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Email Content: Poultry Industry News, Comments and more by Simon M. Shane

Obstacles to Adoption of Cell-Cultured Meat


As more start-up and established companies have announced impending commercial production of cell-cultured meat, questions arise as to the commercial viability of the range of products that will be offered.  At present, there is no comprehensive approval of cell-cultured meat despite the Food and Drug Administration indicating that it had no objection in principle to products following a review of documentation submitted by one aspirant producer of cell-cultured meat.  The U.S. FDA and USDA-FSIS have joint jurisdiction over cell-cultured meat and have yet to issue their regulations.


The market potential for cell-cultured meat may be discerned from the sales trajectory of plant-based meat substitutes introduced during the late 1990s.  Following a sharp increase in demand through 2020, consumer interest waned, and market growth has plateaued with every prospect of a decline.  JBS closed their Planterra operation and Maple Leaf Foods has reevaluated their considerable investment with an appropriate reduction in projected sales.  Beyond Meat (BYND) represents the only pure-play public traded plant-based manufacturer of meat substitutes. This Company has generated a dismal record since their IPO. Beyond Meat has posted increased losses, declining margins and progressively lower sales in both domestic and international markets over the past two years.


There is general acceptance that the initial growth rate of plant-based products was fueled by a curiosity factor.  Given the unjustified premium in price between real meat and substitutes in the form of ground product and sausages, frugal consumers in an inflationary economy have failed to transition to plant-based products or have ceased purchasing based on perceived quality and cost.  The demographic willing to pay a premium for subjective attributes such as sustainability welfare and the environment is limited.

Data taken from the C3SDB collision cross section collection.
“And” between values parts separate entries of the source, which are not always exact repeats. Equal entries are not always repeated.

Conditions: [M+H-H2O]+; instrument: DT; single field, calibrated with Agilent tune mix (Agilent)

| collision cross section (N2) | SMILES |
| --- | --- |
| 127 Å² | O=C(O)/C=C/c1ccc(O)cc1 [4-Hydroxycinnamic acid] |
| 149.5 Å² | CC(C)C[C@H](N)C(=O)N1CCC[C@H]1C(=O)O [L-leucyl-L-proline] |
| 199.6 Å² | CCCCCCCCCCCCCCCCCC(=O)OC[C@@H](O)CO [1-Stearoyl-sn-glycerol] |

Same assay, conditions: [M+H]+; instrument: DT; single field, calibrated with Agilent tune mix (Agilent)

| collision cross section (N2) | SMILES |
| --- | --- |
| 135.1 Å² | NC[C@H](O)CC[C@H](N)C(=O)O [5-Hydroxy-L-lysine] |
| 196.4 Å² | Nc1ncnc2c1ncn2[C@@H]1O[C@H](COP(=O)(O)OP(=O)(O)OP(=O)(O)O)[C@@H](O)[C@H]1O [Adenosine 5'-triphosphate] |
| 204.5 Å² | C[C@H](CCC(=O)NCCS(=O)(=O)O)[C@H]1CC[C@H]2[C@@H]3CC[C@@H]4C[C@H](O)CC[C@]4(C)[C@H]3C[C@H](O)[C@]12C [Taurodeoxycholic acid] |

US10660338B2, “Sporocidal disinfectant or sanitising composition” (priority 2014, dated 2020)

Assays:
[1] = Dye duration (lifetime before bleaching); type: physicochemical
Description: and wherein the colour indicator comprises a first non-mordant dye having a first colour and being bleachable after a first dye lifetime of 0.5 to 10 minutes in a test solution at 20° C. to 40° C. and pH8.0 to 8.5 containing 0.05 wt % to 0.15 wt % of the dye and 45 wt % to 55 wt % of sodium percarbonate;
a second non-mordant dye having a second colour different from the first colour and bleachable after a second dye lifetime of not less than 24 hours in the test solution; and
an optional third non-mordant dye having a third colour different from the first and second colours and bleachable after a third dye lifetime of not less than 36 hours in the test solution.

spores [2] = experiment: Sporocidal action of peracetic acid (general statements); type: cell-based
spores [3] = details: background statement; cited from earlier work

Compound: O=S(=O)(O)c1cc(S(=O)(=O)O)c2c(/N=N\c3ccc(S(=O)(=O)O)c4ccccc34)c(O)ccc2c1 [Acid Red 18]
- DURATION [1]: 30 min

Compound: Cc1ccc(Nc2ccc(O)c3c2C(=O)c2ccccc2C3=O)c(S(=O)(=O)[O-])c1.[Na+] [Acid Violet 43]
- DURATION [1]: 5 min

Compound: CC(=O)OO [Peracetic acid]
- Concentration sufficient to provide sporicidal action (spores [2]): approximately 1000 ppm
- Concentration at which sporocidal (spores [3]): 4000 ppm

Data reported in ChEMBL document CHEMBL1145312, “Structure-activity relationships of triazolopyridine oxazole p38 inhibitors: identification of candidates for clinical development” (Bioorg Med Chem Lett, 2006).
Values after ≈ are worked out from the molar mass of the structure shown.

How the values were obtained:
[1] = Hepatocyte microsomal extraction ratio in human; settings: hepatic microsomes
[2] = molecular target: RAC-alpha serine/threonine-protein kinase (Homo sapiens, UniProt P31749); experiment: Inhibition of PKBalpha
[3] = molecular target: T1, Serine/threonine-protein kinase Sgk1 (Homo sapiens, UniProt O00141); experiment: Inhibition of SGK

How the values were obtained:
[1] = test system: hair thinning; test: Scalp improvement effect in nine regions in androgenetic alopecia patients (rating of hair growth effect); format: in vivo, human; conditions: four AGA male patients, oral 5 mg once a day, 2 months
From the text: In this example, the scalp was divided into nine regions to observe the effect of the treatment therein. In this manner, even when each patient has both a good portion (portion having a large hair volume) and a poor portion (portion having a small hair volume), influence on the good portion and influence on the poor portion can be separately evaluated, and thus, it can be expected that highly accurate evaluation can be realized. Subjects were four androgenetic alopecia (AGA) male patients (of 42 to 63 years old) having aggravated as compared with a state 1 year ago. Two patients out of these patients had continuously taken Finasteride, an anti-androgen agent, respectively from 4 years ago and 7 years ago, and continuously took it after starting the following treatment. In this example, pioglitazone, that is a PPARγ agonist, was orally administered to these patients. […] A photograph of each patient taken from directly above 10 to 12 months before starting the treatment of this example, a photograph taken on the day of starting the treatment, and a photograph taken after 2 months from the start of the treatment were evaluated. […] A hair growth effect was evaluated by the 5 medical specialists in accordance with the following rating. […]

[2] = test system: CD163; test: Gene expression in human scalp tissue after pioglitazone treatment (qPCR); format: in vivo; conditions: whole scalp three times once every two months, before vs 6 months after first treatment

The plant-based substitute for meat industry has failed to convince consumers that their products are in some way “healthier” than conventional meat.  Labels indicate numerous additives and high salt content are of concern to those who obsess over “clean labels”.  Although many producers claim equivalent levels of protein, the amino acid profile of plant-based substitutes is inferior to real meat.


It is questioned whether cell-cultured meat will be directed to either the consumer market or to food service.  It is one thing to serve a $30 per plate entrée in a gourmet restaurant but an entirely different situation to achieve substitution for real meat on a vast scale by a major multinational QSR chain.  It is noted that the major QSRs have all trialed plant-based meat substitutes for limited periods without consumer appreciable acceptance.


Apart from cost, which will have to be equivalent to conventional meat, cell-cultured products will have to incorporate organoleptic qualities including texture, taste and appearance comparable to conventional meat, especially for the more expensive cuts.


To date, the developers of cell-cultured meat have demonstrated technical feasibility in pilot plants and have been lavishly supported by venture capital.  The real test will come following erection of capital-intensive production facilities with the inevitable problems of scaling up pilot production to commercial quantities.  Even if volumes can be achieved at equivalent cost to conventional meat, which is considered unlikely over the intermediate term, acceptance by both consumers and the food service sector is questionable unless benefits over and above environmental and welfare considerations are evident.

Copyright © 2023 Simon M. Shane